Life could also be a Mess. Then you die. And thus the mess happens in 4 stages.
Stage One: Mimicry
We are born helpless. We can’t walk, can’t talk, can’t feed ourselves, can’t even do our damn taxes.
As children, the way we’re wired to seek out is by watching and mimicking others. First, we learn to undertake physical skills like walk and talk. Then we develop social skills by watching and mimicking our peers around us. Then, finally, in late childhood, we learn to adapt to our culture by observing the principles, and norms around us and trying to behave in such how that's generally considered acceptable by society.
The goal of Stage One is to point out us the thanks to function within society so that we'll be autonomous, self-sufficient adults. The thought is the adults within the community around us help us to achieve now through supporting our ability to make decisions, and take action, ourselves.
But some adults and community members around us suck. They punish us for our independence. They don’t support our decisions. And thus we don’t develop autonomy. We grind to a halt in Stage One, mimicking those around us, endlessly attempting to please beat order that we'd not be judged.
In a “normal” healthy individual, Stage One will last until late adolescence and early adulthood. For a couple of people, it's getting to last further into adulthood. a get few awaken at some point at age 45 realizing they’ve never actually lived for themselves and wonder where the hell the years went.
This is Stage One. The mimicry. The constant search for approval and validation. The absence of independent thought and personal values.
We must remember the standards and expectations of those around us. But we must also become strong enough to act despite those standards and expectations once we feel it is necessary. We must develop the facility to act by ourselves and for ourselves.
Stage Two: Self-Discovery
In Stage One, we learn to suit in with the people and culture around us. Stage Two is about learning what makes us different from the people and culture around us. Stage Two requires us to start out making decisions for ourselves, to see ourselves, and to understand ourselves and what makes us unique.
Stage Two involves plenty of trial-and-error and experimentation. We experiment with living in new places, hanging out with new people, imbibing new substances, and fidgeting with new people’s orifices.
In my Stage Two, I ran off and visited fifty-something countries. My brother’s Stage Two was diving headfirst into the shape of state in Washington DC. Everyone’s Stage Two is slightly different because all folks is slightly different.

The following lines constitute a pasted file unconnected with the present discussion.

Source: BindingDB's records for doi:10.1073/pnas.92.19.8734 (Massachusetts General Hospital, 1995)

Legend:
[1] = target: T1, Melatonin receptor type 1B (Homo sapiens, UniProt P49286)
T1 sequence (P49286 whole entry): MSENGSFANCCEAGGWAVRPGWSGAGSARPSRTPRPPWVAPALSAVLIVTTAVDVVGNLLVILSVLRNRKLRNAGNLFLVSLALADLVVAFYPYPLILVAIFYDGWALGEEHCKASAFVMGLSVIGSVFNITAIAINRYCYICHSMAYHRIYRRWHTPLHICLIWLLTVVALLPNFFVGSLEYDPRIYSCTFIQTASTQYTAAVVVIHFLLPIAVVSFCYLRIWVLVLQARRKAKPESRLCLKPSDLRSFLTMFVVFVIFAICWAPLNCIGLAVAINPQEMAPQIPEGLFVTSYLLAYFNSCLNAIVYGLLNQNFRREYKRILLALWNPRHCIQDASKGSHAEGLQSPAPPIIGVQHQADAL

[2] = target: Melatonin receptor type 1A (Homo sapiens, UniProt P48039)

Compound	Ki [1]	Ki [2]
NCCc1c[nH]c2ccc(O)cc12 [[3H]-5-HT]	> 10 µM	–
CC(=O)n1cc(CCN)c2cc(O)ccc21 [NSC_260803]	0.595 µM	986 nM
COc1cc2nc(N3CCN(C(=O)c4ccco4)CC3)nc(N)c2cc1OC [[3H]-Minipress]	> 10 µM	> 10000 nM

Stage Two could also be a process of self-discovery. We try things. Variety of them go well. Variety of them don’t. The goal is to remain with people who go well and advance .
Stage Two lasts until we start to run up against our own limitations. This doesn’t sit well with many folks . But despite what Oprah and Deepak Chopra may tell you, discovering your own limitations could also be an honest and healthy thing.
You’re just going to be bad at some things, no matter how hard you're trying . And you'd wish to understand what they're . I'm not genetically inclined to ever excel at anything athletic whatsoever. It sucked on behalf of me to seek out that, but I did. I'm also about as capable of feeding myself as an infant drooling applesauce everywhere the bottom . That was important to hunt out also . We all must learn what we suck at. And thus the sooner in our life that we learn it, the upper .
So we’re just bad at some things. Then there are other things that are great for a brief time , but begin to possess diminishing returns after a few of years. Traveling the earth is one example. Sexing many individuals is another. Drinking on a Tuesday night could also be a 3rd . There are more . Trust me.
Your limitations are important because you would like to eventually come to the assumption that a while on this planet is restricted and, therefore, you need to spend it on things that matter most. Meaning realizing that just because you'll do something, doesn’t mean you need to appear the hay . Meaning realizing that just because you would like certain people doesn’t mean you need to be with them. Meaning realizing that there are opportunity costs to everything which you can’t have it all.
There are some folks that never allow themselves to feel limitations — either because they refuse to admit their failures, or because they delude themselves into believing that their limitations don’t exist. These people grind to a halt in Stage Two.